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On a recent hot summer day, I pulled down the flap of my mailbox and discovered an official-looking summons. For the first time in my life, I had Jury Duty – those dreaded words that bring pained expressions to millions of Americans every year.
Being a woman of a thousand and one opinions, however, I immediately waved the paper under my husband’s nose. (My armchair interest in crime – most notably evident in the time I spend in armchairs reading old Agatha Christie stories – came bubbling indecently to the surface.) The case, however, ended up being a relatively boring one (because somehow I did get on the jury). Before the proceedings began, the defense lawyer and the prosecutor each gave their pitches on the nature of reasonable doubt.
Employing two heavily loaded words – reason, and doubt – the two men attempted to lay their early groundwork. One needed to convince us beyond a reasonable doubt. One needed only to create a reasonable doubt. And in the end, assuming innocence as we were sworn to do, the six of us came to the consensus that, like it or not, reasonable doubt was present.
And what, I wondered as I drove home, does reasonable doubt look like to a person of faith?
Not reasonable doubt as it exists in the criminal justice system, but reasonable doubt as it exists in its dance with faith.
Many believers position doubt as one pole and faith as the other, opposites that most people slide back and forth between on a spectrum. But as a citizen, I had just sat with a “juror” tag on my shirt well aware that we were deliberating, not between doubt and faith, but between doubt and certainty – a reasonable doubt, a reasonable certainty – which would the evidence – and the portrayal of the evidence – create?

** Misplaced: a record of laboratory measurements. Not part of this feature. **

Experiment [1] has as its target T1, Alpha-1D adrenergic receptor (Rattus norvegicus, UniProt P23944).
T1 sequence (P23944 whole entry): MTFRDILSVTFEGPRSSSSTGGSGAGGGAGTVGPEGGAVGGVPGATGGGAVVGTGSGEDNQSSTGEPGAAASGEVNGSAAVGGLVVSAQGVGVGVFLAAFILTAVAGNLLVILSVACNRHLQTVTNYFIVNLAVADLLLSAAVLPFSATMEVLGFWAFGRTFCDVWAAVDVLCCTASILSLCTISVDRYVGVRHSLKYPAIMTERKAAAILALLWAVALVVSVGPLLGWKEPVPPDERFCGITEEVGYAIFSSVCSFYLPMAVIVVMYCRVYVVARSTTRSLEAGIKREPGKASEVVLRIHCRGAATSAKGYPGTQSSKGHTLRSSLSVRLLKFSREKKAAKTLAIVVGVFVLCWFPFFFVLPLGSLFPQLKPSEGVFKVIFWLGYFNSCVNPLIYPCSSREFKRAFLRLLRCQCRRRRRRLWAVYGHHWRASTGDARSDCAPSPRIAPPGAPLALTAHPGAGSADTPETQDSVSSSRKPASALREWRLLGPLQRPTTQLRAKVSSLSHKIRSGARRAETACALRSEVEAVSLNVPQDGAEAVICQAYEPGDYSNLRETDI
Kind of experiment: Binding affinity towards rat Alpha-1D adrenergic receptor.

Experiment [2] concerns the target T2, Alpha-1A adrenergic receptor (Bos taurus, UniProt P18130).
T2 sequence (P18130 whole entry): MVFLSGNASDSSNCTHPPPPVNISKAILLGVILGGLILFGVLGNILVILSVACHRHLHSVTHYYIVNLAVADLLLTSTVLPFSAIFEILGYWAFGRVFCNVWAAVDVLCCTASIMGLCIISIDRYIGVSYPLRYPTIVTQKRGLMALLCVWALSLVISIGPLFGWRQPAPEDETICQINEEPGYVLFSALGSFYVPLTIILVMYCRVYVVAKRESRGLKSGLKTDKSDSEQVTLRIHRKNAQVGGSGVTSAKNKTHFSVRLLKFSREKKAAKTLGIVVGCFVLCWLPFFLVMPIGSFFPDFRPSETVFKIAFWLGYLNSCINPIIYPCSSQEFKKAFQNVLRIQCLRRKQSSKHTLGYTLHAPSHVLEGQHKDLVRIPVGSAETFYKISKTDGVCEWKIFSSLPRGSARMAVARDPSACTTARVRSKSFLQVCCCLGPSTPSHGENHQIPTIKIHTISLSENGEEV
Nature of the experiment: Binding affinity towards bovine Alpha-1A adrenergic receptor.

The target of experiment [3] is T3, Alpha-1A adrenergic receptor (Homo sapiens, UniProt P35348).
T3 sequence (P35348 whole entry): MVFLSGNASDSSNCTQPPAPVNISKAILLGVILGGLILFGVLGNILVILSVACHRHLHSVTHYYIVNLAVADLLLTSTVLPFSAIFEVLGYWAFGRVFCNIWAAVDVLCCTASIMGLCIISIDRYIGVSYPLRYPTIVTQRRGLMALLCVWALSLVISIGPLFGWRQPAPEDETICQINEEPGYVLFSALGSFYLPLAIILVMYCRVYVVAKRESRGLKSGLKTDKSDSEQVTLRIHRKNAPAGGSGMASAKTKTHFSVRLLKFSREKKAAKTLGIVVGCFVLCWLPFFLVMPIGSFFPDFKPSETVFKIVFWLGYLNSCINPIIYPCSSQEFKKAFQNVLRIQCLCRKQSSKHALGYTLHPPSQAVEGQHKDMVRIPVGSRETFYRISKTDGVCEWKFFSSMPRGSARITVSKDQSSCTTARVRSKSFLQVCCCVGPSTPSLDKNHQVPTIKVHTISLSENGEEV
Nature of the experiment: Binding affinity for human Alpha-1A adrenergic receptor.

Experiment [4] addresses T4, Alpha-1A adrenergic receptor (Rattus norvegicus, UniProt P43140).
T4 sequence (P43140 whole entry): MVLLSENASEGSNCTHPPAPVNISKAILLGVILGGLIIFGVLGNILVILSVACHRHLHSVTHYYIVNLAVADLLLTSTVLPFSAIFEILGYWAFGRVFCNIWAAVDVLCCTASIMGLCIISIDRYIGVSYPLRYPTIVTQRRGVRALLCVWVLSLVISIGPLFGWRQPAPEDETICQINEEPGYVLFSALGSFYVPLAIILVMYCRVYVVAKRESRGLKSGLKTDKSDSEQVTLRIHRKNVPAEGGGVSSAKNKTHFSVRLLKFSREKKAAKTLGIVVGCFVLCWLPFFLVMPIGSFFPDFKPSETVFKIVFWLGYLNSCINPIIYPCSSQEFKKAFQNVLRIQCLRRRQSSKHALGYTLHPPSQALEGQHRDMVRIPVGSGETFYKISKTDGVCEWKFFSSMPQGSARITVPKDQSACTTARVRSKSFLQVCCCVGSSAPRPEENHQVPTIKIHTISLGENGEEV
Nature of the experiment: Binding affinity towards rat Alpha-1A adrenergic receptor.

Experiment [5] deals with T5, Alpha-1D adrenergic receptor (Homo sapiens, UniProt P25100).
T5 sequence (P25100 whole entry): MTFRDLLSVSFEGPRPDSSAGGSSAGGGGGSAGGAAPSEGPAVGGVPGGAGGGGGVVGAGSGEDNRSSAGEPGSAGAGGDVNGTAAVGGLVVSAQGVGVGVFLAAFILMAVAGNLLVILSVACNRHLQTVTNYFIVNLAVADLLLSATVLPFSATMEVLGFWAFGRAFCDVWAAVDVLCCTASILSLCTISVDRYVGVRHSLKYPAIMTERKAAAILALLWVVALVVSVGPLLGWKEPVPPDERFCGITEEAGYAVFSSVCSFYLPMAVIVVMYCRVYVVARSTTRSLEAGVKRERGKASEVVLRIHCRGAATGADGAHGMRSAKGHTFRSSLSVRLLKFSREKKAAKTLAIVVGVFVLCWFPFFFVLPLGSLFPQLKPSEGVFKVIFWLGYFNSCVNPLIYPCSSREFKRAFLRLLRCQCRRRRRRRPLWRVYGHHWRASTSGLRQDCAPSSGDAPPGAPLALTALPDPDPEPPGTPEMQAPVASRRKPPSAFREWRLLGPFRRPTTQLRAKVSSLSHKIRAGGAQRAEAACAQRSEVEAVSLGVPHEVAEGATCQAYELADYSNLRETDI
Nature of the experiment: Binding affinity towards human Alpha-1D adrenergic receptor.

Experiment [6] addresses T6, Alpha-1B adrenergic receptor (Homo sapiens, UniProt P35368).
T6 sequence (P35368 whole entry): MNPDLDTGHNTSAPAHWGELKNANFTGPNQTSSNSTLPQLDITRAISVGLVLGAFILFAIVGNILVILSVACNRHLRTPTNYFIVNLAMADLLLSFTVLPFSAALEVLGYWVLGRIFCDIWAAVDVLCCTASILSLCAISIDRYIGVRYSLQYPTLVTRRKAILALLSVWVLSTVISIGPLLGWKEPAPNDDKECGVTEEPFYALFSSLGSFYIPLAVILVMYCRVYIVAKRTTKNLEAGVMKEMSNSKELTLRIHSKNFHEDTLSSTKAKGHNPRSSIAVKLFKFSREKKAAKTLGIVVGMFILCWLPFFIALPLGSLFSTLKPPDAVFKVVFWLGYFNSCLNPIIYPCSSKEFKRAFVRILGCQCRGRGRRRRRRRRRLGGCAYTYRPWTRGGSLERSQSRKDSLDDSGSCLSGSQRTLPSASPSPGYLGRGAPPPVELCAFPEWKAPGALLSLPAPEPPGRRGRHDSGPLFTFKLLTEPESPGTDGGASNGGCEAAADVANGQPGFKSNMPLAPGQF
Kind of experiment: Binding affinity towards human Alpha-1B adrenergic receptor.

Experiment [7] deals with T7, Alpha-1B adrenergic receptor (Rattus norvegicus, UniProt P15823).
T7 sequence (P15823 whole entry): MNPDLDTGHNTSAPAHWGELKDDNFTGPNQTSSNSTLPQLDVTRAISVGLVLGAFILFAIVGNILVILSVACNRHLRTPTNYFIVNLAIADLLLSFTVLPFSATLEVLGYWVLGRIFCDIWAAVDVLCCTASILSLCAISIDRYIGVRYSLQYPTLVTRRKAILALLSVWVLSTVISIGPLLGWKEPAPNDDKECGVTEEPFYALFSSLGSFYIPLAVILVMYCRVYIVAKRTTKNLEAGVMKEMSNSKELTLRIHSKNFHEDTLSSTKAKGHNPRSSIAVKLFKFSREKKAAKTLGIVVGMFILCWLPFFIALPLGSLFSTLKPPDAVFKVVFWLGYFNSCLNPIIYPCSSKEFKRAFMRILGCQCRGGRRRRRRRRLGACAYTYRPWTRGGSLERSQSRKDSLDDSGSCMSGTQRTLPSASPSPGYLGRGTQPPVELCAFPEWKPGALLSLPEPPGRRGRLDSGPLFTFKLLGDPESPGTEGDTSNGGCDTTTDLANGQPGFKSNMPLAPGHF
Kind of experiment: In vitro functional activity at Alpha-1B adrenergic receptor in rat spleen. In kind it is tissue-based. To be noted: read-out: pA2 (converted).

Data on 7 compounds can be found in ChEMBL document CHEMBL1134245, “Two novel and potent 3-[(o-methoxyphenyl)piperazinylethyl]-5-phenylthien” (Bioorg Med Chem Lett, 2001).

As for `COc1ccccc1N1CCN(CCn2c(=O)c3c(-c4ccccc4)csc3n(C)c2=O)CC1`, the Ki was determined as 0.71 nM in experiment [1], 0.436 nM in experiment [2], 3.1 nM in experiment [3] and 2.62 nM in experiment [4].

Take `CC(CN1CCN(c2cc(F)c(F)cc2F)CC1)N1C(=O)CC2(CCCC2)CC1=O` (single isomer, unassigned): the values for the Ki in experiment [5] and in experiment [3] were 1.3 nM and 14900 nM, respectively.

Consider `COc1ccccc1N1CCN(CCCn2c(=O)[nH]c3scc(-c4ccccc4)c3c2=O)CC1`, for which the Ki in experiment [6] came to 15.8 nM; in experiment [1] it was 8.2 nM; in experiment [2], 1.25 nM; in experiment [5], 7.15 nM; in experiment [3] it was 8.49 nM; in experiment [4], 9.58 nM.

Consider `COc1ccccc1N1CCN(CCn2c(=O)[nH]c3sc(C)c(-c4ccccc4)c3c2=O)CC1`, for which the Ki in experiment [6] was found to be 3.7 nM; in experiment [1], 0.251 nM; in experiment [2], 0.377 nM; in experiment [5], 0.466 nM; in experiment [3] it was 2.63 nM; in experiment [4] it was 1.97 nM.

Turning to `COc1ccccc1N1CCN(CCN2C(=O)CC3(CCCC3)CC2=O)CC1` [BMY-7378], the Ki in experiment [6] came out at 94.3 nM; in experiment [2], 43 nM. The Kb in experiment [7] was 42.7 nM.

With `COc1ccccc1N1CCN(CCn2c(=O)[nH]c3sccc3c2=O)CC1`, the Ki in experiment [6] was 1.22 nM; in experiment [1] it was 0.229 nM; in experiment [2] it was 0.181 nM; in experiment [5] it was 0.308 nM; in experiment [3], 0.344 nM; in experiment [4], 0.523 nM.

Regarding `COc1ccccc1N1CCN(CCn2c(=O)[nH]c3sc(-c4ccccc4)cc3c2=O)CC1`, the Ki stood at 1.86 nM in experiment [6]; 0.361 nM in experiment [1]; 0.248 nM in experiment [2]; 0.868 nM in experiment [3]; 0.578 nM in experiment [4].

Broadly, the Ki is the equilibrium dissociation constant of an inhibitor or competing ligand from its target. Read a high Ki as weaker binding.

It’s fascinating to note that if you read the words of the author of Hebrews from the NRSV, chapter 11, verse one renders, “now faith is the assurance of things hoped for, the conviction of things not seen” – faith is assurance and conviction of the longed-for invisible. But if you flip the pages of a worn King James Bible (or flick the screen of your iPad), you will read, “now faith is the substance of things hoped for, the evidence of things not seen” – faith is substance and evidence.
And so we come to the mystery of our faith – Christ has died, Christ is risen, Christ will come again…
I love reasoning about my faith. Intellectual curiosity and faith, far from being antagonistic towards each other, fuel each other.
But part of the mystery of our faith is that faith is evidence; not faith in evidence, or certainty about evidence, but faith, the evidence of things not seen – which conjures Flannery O’Connor’s words in the novel Wise Blood, “faith is what someone knows to be true, whether they believe it or not.”
Because, as anyone who has slogged through the dark night of the soul eventually learns, faith is never blind; faith, instead, knows all too well. And until your faith has a head that is bloodied but unbowed, you will look for evidence that will strengthen your faith. But of course the logic of faith is that your gritted teeth, your plummeting down into the void until you fall through the other side – these are the evidence.
This makes sense only in the mystery of the dead Christ, the risen Christ, and the coming Christ – which means that it makes all the sense in the world…